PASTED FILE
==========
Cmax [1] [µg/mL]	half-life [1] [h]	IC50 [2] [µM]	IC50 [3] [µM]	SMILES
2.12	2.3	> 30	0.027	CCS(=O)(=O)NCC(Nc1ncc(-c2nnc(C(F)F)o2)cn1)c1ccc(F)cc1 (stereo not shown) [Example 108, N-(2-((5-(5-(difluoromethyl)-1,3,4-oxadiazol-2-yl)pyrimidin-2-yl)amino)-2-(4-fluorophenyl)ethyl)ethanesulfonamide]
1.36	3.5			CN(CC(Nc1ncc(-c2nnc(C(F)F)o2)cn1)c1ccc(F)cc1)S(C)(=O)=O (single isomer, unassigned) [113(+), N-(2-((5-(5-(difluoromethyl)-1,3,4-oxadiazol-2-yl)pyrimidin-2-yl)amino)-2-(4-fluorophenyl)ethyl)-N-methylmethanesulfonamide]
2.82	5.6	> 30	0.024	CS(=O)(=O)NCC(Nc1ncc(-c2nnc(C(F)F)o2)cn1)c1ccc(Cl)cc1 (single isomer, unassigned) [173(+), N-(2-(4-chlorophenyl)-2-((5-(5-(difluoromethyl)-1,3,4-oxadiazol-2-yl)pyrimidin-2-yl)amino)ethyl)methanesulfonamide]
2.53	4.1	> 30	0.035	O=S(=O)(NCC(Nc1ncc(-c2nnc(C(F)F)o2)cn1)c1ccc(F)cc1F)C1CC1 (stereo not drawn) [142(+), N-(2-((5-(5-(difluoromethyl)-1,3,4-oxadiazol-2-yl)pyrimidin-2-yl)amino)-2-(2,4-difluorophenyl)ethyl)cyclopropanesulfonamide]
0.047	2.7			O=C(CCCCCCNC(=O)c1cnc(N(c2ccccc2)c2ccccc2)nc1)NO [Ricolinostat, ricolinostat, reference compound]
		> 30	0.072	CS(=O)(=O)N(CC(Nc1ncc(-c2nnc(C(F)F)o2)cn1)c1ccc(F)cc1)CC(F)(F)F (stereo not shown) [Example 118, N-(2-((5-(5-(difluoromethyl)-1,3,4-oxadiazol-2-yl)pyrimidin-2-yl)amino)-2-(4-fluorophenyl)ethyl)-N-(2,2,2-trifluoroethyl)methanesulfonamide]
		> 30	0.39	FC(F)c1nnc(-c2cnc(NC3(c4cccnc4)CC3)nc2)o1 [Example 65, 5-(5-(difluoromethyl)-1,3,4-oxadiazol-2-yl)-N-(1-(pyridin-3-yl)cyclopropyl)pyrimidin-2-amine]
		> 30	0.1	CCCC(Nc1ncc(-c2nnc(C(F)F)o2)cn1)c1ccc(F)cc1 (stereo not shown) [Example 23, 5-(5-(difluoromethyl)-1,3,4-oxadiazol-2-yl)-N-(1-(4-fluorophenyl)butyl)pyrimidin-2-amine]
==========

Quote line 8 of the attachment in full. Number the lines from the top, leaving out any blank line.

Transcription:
		> 30	0.39	FC(F)c1nnc(-c2cnc(NC3(c4cccnc4)CC3)nc2)o1 [Example 65, 5-(5-(difluoromethyl)-1,3,4-oxadiazol-2-yl)-N-(1-(pyridin-3-yl)cyclopropyl)pyrimidin-2-amine]